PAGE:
The only Indian superhero we had was Bahadur created by Abid Surti. For me, Gandhi was a superhero and unfortunately, a non-Indian made a film on him. The problem is India started to borrow superheroes from other countries. We were too late to recognise the concept of superheroes and now when we look back we realise that we had superheroes in our own mythology.
So far the treatment of Hanuman has been of a monkey but the question arises that can he be seen as a superhero? It will take a creative mind to make it happen but it's not too far into the future. I may do it myself.
Was it difficult to convince Shah Rukh Khan when you approached him for Ra.One?
When a film flops, people stop answering your phone calls. This happened to me after Cash. The only person who was in touch with me was Shah Rukh Khan.
I didn't suffer as much as everybody thinks. Shah Rukh is the only person who remained unchanged after Cash. We all make hits and flops but that doesn't mean that anyone has lost the capability of making films. He believed in me.
I narrated Ra.One to Shah Rukh just after Dus had released which wasn't a blockbuster but it was a successful film and he was about to start shooting for Kabhi Alvida Na Kehna. Cash was not only a flop but also it was panned but he has a vision.
Recently, he was quoted saying that I am one of the finest directors in the country and that shows that he has always believed in me.
Image: A still from Ra.One
'After Ra.One, I'll always make films that are close to me'
How did Ra.One happen?
I just saw an image and the first thought that came to my mind was a human being controlled with a remote. When I first went to Shah Rukh, it was a premature presentation of the film. He saw beyond what I had narrated. Within five minutes of the narration, he asked me when I wanted to make it.
Do you now find yourself questioning decisions made in the past?
Yes but I don't regret making any of them. I regret releasing Cash as it was an incomplete film. Ten days worth of scenes were not there in the film and that's the reason the audience didn't understand the film. There was a lot of money riding on the film and I had to release it.
Do you feel your earlier films lacked this clarity you seem to have now?
After Tum Bin, some actors were willing to work with me. I remember right after the film, Salman called me over and said let's do a film together but I didn't have a story that would excite him then. My second film could have been with Salman Khan.
After that I became a commodity that could create a viable project but didn't realise that at the end of the day, it is all about telling a story and I think I got lost somewhere. In a way, I am thankful that Cash happened to me as I had the time and the mind space to reassess my priorities.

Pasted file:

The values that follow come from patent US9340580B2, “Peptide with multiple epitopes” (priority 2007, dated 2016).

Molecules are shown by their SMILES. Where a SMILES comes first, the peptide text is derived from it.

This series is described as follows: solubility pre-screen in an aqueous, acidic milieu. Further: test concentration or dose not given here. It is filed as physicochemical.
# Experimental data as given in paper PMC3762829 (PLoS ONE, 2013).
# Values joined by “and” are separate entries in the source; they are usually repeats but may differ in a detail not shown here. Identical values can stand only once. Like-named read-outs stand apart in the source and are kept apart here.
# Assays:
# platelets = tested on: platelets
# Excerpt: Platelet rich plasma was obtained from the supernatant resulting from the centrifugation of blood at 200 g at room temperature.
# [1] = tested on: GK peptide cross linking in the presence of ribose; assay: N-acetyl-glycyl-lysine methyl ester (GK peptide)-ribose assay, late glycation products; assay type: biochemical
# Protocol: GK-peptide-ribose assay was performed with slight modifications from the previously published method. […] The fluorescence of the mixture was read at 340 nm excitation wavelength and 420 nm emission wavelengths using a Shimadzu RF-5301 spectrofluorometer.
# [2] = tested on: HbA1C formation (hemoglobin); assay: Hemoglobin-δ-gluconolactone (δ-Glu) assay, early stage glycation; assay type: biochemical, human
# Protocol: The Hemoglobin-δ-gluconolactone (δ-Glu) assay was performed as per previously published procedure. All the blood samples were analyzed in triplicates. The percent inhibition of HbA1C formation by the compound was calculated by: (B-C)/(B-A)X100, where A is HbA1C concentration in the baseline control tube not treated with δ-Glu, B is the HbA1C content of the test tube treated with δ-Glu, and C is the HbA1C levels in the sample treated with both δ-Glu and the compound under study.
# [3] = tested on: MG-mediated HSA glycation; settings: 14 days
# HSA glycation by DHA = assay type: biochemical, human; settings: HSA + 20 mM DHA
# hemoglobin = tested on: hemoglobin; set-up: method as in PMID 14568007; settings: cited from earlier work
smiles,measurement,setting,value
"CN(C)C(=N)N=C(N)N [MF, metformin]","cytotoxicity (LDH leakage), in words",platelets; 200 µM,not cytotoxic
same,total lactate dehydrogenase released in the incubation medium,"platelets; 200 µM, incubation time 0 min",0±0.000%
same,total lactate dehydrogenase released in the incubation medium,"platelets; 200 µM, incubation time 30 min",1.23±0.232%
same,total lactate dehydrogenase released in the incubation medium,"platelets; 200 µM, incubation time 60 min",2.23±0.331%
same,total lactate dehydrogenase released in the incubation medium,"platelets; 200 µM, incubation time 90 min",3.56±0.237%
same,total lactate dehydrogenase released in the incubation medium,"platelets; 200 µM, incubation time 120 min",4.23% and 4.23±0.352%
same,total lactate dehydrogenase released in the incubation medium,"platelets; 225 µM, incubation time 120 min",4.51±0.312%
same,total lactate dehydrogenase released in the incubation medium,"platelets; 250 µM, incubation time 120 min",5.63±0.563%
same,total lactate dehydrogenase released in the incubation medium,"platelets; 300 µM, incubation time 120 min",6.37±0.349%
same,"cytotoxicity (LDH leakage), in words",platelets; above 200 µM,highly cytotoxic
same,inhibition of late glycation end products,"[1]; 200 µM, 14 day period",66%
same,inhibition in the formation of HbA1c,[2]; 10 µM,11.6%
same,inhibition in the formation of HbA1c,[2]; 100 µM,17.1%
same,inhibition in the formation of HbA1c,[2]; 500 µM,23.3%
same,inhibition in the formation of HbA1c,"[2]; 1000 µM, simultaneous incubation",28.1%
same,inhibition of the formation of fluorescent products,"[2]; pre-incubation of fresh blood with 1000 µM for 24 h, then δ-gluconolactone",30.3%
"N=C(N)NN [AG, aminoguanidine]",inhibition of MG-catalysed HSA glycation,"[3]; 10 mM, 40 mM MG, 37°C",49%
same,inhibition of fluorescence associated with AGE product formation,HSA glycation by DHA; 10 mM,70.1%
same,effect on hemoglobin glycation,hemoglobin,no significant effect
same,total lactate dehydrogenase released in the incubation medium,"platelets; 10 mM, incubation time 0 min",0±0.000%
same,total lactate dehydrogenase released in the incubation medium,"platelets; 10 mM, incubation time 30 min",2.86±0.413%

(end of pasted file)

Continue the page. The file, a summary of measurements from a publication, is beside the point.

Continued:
After Ra.One, I will always make a film that is close to me.
Image: A still from Ra.One
'Gauri says only nice things and is very supportive'
What made you get into direction at the age of 26?
I did my engineering but did not like what I was doing. I quit my job one day and for almost a year, I was exploring various options ranging from working in an advertisement agency to filmmaking. I knew I wanted to do something in a creative field and my friends brother offered me a role of an assistant director for a small documentary and that's when I knew I wanted to be a director.
Shah Rukh's kids Aryan and Suhana and your son Shlok have also played an important part in the making of the film?
We have made the film for our kids. There were some important decisions which were made by them. Shah Rukh would call me and ask me if Shlok liked and vice versa. We would continuously take their feedback and if they didn't find something interesting we would discuss it and try to make the scene better. Their votes mattered a lot.
So you can say they have assisted you?
(Laughs) Yes they have been the seventh and eighth assistant directors of the film.
Gauri Khan is also a producer on this film. Did she give you feedback?
She was a great encouragement and very supportive. She didn't give any feedback because according to her everything we did was good. She only says nice things. She loves the film and always tells us not to be worried about the result of the film.
Lastly, are you looking to turn Ra.One into a franchise?
Yes. Such films are inherently meant to be a franchise. There are no two ways that Ra.One is franchiseable and also merchandisable.
Image: A still from Ra.One